PopSci has an interesting article on a DNA gun design from a UK security firm which could be used by security and law enforcement personal to shoot criminals with a DNA marker in order to mark them for later arrest.
*PS: My apologise for the slow updates lately.
A new report, released by The Greenwall Foundation looks at the risk, ethics and policy issues arising out of “military human enhancements” — including drugs, special nutrition, electroshock, gene therapy and robotic implants and prostheses. The report looks at the potential harms to soldiers themselves, as well as the potential diplomatic fall out of use of such technology – including the violation of international treaties on ‘biological weapons’. (via War Is Boring)
A couple of pieces on so-called “mutant” or biologically enhanced soldiers which may be of interest:
In The Atlantic, Patrick Lin ponders the ethical conundrums of enhancing the bodies of soldiers through drugs, implants, and exoskeletons. Interestingly, Lin references the Nuremberg Code and the Declaration of Helsinki as indicating providing clear limits against such experimentation and also notes the possibility that enhanced soldiers will be considered “biological weapons” under the relevant Convention.
At Wired, David Axe, looks at the possibility of such ‘bio-enhanced ‘soldiers becoming a reality given past and current interest by military scientists. Axe’s general conclusion is that interest is strong but technology is currently at a foundational stage. In regard to the ‘offensive’ use of biological intervention, Axe notes some pretty threatening advances including the use of targeted viruses.
The US Supreme Court is set to measure whether taking DNA swabs and samples from criminal suspects amounts to an unlawful search in seizure, in violation of the Fourth Amendment (source Wired).
The Age is reporting that a form of ‘synthetic cocaine’ is being sold in adult stores. I have my doubts that there is anything “cocaine” related about this new drug other than it being a stimulant which falls outside the Victorian legislation. This is a serious problem with attempting to control the use of illicit substances, as there are many ways to synthesise new drugs to have the same effect on neurotransmitter uptake or production to have essentially the same result as cocaine or amphetamines. Regulating the classes of drugs themselves doesn’t achieve much. This is especially true when we are talking about criminalisation which requires a specific list of “criminal vs non-criminal” versions of the drug so that therapeutic use of a derivative isn’t caught up. As for the effect of cracking down on this new substance, Paul Dillon, director of Drug and Alcohol Research and Training Australia said it best:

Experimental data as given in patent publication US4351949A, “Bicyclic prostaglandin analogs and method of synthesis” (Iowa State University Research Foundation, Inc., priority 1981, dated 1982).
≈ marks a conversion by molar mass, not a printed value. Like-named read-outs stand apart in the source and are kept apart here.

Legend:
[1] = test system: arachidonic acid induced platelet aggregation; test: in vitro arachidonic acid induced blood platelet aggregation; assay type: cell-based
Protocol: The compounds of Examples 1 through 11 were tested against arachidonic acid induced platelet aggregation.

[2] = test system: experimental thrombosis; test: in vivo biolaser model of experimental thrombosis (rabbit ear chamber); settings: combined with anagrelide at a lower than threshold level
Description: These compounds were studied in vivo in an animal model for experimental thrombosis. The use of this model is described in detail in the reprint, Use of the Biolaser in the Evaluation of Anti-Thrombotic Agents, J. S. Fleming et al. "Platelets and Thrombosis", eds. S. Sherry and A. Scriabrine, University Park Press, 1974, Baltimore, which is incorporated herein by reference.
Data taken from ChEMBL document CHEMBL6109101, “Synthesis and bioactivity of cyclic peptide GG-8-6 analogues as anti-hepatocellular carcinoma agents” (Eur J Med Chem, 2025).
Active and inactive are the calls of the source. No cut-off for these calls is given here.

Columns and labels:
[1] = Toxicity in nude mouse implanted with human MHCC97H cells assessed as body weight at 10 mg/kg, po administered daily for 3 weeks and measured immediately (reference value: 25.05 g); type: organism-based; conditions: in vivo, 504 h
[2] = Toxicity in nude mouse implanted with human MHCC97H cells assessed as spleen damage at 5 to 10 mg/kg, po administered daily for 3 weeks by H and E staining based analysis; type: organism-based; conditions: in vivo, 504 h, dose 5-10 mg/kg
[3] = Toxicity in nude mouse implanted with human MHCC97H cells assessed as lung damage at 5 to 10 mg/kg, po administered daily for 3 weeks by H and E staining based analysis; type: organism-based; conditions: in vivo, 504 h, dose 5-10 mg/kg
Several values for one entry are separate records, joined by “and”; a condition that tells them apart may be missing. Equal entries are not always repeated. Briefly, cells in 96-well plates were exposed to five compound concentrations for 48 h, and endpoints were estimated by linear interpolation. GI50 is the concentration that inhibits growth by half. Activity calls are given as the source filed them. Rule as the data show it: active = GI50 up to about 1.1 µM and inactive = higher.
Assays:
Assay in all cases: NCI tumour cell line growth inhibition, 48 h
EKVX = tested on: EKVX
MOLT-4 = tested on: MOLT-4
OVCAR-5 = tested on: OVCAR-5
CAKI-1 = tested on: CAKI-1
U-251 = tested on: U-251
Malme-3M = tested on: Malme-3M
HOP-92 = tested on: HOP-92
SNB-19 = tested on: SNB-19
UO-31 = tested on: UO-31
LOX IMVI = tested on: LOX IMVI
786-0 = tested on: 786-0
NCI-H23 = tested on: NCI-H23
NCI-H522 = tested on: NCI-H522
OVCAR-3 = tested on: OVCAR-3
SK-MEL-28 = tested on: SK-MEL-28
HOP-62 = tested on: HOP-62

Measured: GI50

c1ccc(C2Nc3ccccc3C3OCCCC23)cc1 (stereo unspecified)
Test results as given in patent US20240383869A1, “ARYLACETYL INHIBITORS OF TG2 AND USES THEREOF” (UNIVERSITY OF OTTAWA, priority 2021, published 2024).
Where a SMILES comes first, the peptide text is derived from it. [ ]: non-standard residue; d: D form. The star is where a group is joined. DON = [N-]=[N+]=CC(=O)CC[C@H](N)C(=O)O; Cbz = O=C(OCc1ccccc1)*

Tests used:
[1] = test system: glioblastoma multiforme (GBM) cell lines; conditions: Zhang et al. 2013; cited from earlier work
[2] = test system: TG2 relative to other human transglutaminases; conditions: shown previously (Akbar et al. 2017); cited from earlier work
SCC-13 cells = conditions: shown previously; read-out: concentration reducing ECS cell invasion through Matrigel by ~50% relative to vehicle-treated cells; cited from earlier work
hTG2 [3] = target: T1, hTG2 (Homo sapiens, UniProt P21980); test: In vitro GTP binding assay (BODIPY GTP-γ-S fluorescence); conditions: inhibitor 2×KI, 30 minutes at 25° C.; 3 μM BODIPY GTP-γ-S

”What you are going to see is this will get a bit of media attention and it will disappear. Something new will come on the shelves next week.”
From the amazing SciShow channel:
Check out here for a quick guide to the future of recreational and performance enhancing drugs. Oh, and speaking of drug related science goodness, check out Wired Science’s Top 5 Recreational Drug Experiments.
For 20th century black widows it was the metalloid Arsenic, for countries at war it was the nerve agent Sarin and for Russian intelligence it was the radioactive compound Polonium. So what is next in the use of toxic substances to kill? Some believe it is the use of nanotechnology as a bio-chemical weapon – tiny little machines which target particular cell receptors or release chemicals once into the blood stream. Others think it could come in the form of synthetic life, as a result of so called “bio-hacking” of the basic building blocks of life to create virulent artificial viruses or self-replicating prions. Whatever the form, it appears likely that the future of murder through toxic chemicals will be advanced by scientific specialists and not greedy housewives, likely fuelled by government funding or private militia.